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  Metros   Mumbai  11 Feb 2019  Greens: Declare Panje wetland bird sanctuary

Greens: Declare Panje wetland bird sanctuary

THE ASIAN AGE. | SONALI TELANG
Published : Feb 11, 2019, 5:00 am IST
Updated : Feb 11, 2019, 5:00 am IST

After filing complaints to the mangrove committee, it directed the CIDCO to open the gates to allow free-flow of tidal water.

Maharashtra chief minister Devendra Fadnavis (Photo: File)
 Maharashtra chief minister Devendra Fadnavis (Photo: File)

Mumbai: In a move to protect the vast Panje wetlands in Uran from further destruction, environmental activists have urged the state chief minister Devendra Fadnavis to declare the wetland as a ‘bird sanctuary’. In a letter to the Mr Fadnavis and the Bombay high court appointed mangrove committee, environment groups urged to provide the status of a Bird Sanctuary to Panje wetlands, following the Bombay Natural History Society’s (BNHS) recommendation to declare the site as a protected wetland.

Since last few months, there were incidents of blockage of tidal water in Panje wetland, when the sluice gates at the site were closed by the development authority CIDCO. After filing complaints to the mangrove committee, it directed the CIDCO to open the gates to allow free-flow of tidal water.

 

Even as the BNHS recorded around 218 types of migratory birds at the site, activists feel that the wetland has been neglected. “What is even more shocking is that CIDCO has also leased out to NMSEZ. In fact, as you step into the wetland, you will see the massive boundary wall erected by NMSEZ,” said Nandakumar Pawar, head of Shree Ekvira Aai Pratishtan, the NGO that co-wrote the letter.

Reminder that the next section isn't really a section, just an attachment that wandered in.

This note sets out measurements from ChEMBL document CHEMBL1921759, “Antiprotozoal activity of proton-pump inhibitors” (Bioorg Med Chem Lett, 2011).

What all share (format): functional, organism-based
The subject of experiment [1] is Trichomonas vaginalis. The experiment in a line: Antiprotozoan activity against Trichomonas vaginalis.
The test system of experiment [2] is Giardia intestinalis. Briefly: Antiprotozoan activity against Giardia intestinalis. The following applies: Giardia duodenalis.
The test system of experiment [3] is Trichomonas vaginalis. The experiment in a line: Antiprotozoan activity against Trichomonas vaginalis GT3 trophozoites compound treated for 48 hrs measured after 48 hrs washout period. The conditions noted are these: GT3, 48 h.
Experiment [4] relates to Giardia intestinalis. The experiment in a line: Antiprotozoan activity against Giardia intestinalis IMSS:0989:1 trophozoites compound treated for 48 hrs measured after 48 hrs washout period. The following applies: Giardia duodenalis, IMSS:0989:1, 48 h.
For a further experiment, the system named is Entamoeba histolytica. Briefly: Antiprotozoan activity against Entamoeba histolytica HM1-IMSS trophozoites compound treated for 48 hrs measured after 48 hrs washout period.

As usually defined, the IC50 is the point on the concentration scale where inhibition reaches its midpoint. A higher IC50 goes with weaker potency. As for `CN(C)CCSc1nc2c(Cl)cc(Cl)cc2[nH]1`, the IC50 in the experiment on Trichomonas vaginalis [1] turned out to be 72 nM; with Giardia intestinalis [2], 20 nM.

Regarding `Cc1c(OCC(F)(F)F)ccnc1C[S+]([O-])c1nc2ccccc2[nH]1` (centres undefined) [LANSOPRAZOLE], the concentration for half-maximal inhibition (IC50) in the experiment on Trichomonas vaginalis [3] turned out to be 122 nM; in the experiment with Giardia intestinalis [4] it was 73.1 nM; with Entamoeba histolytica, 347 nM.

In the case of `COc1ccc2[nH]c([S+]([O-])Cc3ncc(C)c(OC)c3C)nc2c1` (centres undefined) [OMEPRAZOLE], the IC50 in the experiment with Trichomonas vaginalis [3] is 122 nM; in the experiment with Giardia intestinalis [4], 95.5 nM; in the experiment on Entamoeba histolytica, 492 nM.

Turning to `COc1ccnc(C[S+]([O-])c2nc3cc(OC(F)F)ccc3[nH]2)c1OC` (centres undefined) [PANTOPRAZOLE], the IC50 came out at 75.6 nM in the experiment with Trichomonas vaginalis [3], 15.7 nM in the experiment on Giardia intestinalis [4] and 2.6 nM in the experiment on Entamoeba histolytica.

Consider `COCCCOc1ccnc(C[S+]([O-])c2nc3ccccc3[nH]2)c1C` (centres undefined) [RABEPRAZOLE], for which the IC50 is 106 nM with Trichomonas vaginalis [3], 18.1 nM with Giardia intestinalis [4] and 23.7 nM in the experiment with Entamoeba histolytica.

The wetlands near Panje-Punde-Dongri are the part of CIDCO’s holding pond no.1, which spreads across 289 hecters. Panje wetland alone accounts for 232 hecters of the pond.

“The Panje sanctuary could also help develop eco-tourism and become a destination for bird watchers. It could also help local fishermen resettle themselves as their livelihood has been lost due to development of various infrastructure projects in Uran,” said B.N. Kumar, director of NatureConnect, who also wrote the letter.

In an earlier report by the BNHS, the organisation had also stated that it is essential to preserve Panje wetlands as being in the proximity of the Navi Mumbai International Airport, it could act as an important habitat for birds.

“How could CIDCO lease out a wetland for an infrastructure project? The area is not far away from Navi Mumbai International Airport and if birds helter-skelter they could pose disastrous dangers to the aircraft,” read the letter.

The letter also highlighted that as local youths at times block water-flow into Panje to create dry patches for playing cricket, proper sports facilities should be created for the villages to prevent destruction.

Tags: panje wetlands, bnhs, devendra fadnavis